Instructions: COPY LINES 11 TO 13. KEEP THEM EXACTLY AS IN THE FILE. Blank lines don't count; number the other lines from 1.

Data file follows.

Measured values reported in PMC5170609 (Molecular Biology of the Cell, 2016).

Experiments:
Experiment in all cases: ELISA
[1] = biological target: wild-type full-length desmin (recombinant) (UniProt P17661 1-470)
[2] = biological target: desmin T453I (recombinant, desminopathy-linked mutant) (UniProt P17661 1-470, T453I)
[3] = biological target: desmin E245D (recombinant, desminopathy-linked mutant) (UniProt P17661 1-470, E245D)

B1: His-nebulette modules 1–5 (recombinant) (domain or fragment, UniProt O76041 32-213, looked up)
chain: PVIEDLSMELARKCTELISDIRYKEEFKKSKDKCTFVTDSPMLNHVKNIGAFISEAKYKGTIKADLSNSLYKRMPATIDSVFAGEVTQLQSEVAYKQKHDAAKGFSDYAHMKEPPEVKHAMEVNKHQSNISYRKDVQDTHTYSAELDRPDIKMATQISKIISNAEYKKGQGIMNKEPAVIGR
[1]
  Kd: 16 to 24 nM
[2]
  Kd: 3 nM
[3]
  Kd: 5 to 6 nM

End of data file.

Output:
[2]
  Kd: 3 nM
[3]